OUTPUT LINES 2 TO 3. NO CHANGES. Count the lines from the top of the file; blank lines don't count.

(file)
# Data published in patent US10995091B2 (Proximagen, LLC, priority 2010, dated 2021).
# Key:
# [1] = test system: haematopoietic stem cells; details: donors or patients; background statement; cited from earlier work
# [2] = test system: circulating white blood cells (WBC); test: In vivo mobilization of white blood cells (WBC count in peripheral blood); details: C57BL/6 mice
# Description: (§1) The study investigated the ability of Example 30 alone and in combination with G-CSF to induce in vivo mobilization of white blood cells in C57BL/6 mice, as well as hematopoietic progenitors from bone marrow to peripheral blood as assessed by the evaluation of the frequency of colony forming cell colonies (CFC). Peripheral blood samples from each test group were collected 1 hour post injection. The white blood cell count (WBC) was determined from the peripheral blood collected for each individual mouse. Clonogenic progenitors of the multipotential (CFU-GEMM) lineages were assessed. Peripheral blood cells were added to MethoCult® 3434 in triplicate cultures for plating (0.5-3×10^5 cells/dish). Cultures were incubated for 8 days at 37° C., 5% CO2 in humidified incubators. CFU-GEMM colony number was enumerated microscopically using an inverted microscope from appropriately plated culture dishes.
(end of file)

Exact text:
# Key:
# [1] = test system: haematopoietic stem cells; details: donors or patients; background statement; cited from earlier work